I have to disagree about the Toyota 7MGE and 7MGTE. Haven't you heard of the headgasket problems associated with these engines? These things blow headgaskets like they're going out of style. I should know since I'm currently working on a '91 Cressida (7MGE) which is in the shop for, you guessed it, a blown headgasket. I don't know how many Supra's I've encountered with headgasket problems. I do agree that the 7MGE can make good HP without too much trouble, but where are you going to put it? The Supra weighs about 1000lbs more than a 240Z, and it would be taboo to put a Toyota engine in a Nissan.
Also, I don't think you can compare the 7MGE to any Nissan RB engine. I think that the RB engines are much more reliable. I have not heard of any factory problems with the RB engines.
Also, where do you come up with fewer bearings on an inline engine? The L6's have 7 mains as opposed to the VG30 with 4 mains. I think a V4 would only have 3 mains.
Please don't think I'm trying to flame you or offend you. I just think that lots of people on this forum might be misled by some of the statements you made regarding this post.
Acura used to have a straight 5 as well, i belive they put it in the older gen Legend. As for the V4, I believe that some motorcycles use it (harleys? i may be wrong there), but the straight 4 is already fairly well balanced(4 pistons, with 4 strokes of the engine cycle), while keeping the size small enough to be used in most applications
The early 70s saab sonet had a v-4 that was made by ford. I guess a v-4 would made similar to a flat-4 except would be more upright. Just like a v-6 should be similar to a flat-6. I'm saying its 100% true, I might be wrong but it makes sense in my head.
My guess on why they dont make many of them is because a I-4 is alot easier to make, it has less parts(two heads vs one one), the I-4 is already small enough to be used in any car. I guess its almost like v-6 vs I-6.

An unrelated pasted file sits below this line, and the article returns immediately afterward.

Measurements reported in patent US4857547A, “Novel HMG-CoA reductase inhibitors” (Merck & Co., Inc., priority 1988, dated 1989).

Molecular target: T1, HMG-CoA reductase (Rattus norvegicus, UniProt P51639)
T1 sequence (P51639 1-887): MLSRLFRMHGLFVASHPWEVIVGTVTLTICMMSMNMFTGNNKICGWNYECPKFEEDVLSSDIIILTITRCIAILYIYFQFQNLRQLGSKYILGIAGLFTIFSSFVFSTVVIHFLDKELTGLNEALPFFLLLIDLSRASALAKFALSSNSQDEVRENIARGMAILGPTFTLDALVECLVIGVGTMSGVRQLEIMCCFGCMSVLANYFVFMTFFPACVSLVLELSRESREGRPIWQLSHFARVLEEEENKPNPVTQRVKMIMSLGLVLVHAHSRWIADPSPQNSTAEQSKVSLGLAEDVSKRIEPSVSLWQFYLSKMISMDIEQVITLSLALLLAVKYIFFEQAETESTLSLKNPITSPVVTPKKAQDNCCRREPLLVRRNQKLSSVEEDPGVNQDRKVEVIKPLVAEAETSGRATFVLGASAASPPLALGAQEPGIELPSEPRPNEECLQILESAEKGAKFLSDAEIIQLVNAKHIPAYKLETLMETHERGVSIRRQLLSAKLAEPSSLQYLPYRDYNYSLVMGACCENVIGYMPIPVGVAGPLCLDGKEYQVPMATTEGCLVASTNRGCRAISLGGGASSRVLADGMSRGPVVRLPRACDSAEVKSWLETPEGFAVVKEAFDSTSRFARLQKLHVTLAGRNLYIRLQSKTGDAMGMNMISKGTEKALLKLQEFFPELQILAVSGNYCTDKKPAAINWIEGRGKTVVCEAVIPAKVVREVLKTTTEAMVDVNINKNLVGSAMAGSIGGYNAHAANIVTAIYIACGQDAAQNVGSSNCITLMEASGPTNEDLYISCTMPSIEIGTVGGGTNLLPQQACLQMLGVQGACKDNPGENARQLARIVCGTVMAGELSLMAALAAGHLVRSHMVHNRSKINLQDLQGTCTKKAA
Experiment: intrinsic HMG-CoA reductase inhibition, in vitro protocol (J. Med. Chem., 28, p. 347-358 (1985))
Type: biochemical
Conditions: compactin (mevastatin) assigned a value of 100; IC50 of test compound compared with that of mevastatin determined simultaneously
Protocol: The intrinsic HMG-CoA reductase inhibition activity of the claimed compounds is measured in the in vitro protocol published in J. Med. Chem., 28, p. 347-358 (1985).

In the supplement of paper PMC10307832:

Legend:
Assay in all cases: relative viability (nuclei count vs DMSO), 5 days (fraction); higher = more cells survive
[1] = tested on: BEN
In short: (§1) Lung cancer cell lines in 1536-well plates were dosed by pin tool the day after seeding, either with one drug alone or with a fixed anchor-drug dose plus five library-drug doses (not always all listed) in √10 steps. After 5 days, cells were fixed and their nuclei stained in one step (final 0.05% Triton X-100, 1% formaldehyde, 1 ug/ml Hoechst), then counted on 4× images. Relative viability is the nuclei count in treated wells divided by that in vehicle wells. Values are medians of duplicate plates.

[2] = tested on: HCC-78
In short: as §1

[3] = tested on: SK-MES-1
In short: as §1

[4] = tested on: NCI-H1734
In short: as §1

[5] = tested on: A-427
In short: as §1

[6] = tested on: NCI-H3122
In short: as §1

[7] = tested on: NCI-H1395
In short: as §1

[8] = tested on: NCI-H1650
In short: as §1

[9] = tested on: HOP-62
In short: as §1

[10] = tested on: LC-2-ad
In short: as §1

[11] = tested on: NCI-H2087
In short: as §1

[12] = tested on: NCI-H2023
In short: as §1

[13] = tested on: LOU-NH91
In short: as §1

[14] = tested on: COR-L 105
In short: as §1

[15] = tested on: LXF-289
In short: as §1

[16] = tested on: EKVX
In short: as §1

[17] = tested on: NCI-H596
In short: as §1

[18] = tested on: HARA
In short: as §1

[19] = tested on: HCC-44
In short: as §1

This one responds to brian944t. The acure vigor had a straight 5 cylinder in it. My uncle owned one for about 5 years. Ran really smooth and tons of power he really liked it unfortunately he had about 250,000 kms on it so he got rid of it.
Several motorcycles run v4's, among them are some pretty fast bikes including the Honda VFR series, the Honda ST1100 and now ST1300, the Yamaha VMax, Yamaha Venture and Venture Royal. There are probably more but these are common. The v configuration is of benefit because it allows for a shorter narrower engine of a given displacement. Flat 4 is long (my Gold Wing flat 6 is bigger than my wife's Saturn engine), straight 4 is wide (remember the Honda CBX?) and vtwins shake like mad.
Yeap, Honda/Acura have a straight 5, my friend has one in his Accord Inspire.
Audi also made 5 cylinder engines, I think the early Quattros were 5s, and then turbo 5s which were very very quick. Landrover also make a 5 cylinder turbo deisel.
I read somewhere that Lancia used to make V4s?
VW has a interesting history, but school is in recess. The older flat fours had no counterbalances on the crank, and for those talking about rotaional mass... Porsche uses a similiar flat 6 some turbo'd. Theoritically this type (horizontaly apposed pistons) is far superior to any V or in-line. Infact the star pattern is very widely used in aviation with only one main connection rod, all others bolt onto this one rod. Talk about a weight and space saver!!!